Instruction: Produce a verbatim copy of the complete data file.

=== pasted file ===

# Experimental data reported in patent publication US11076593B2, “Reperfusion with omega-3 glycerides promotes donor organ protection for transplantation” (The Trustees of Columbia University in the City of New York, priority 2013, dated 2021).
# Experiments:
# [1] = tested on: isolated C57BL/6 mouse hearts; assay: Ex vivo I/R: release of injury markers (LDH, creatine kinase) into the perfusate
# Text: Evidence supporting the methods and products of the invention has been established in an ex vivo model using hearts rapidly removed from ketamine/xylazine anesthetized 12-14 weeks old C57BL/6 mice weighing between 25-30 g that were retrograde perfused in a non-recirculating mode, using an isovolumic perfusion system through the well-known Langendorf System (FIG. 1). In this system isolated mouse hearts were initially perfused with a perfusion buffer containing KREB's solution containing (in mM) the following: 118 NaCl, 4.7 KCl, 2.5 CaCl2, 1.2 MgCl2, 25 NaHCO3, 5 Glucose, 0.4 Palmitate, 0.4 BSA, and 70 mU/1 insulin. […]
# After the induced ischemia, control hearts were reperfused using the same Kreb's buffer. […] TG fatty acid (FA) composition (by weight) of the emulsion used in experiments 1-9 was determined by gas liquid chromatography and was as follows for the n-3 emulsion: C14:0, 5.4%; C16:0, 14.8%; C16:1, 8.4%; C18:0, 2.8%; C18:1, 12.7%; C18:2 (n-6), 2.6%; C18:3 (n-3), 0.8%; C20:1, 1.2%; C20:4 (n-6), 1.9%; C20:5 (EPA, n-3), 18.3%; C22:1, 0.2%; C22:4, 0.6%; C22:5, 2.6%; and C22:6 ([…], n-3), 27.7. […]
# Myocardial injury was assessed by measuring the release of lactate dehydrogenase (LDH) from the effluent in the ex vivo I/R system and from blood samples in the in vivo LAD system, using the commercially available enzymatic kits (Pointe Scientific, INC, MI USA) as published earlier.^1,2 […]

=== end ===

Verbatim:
# Experimental data reported in patent publication US11076593B2, “Reperfusion with omega-3 glycerides promotes donor organ protection for transplantation” (The Trustees of Columbia University in the City of New York, priority 2013, dated 2021).
# Experiments:
# [1] = tested on: isolated C57BL/6 mouse hearts; assay: Ex vivo I/R: release of injury markers (LDH, creatine kinase) into the perfusate
# Text: Evidence supporting the methods and products of the invention has been established in an ex vivo model using hearts rapidly removed from ketamine/xylazine anesthetized 12-14 weeks old C57BL/6 mice weighing between 25-30 g that were retrograde perfused in a non-recirculating mode, using an isovolumic perfusion system through the well-known Langendorf System (FIG. 1). In this system isolated mouse hearts were initially perfused with a perfusion buffer containing KREB's solution containing (in mM) the following: 118 NaCl, 4.7 KCl, 2.5 CaCl2, 1.2 MgCl2, 25 NaHCO3, 5 Glucose, 0.4 Palmitate, 0.4 BSA, and 70 mU/1 insulin. […]
# After the induced ischemia, control hearts were reperfused using the same Kreb's buffer. […] TG fatty acid (FA) composition (by weight) of the emulsion used in experiments 1-9 was determined by gas liquid chromatography and was as follows for the n-3 emulsion: C14:0, 5.4%; C16:0, 14.8%; C16:1, 8.4%; C18:0, 2.8%; C18:1, 12.7%; C18:2 (n-6), 2.6%; C18:3 (n-3), 0.8%; C20:1, 1.2%; C20:4 (n-6), 1.9%; C20:5 (EPA, n-3), 18.3%; C22:1, 0.2%; C22:4, 0.6%; C22:5, 2.6%; and C22:6 ([…], n-3), 27.7. […]
# Myocardial injury was assessed by measuring the release of lactate dehydrogenase (LDH) from the effluent in the ex vivo I/R system and from blood samples in the in vivo LAD system, using the commercially available enzymatic kits (Pointe Scientific, INC, MI USA) as published earlier.^1,2 […]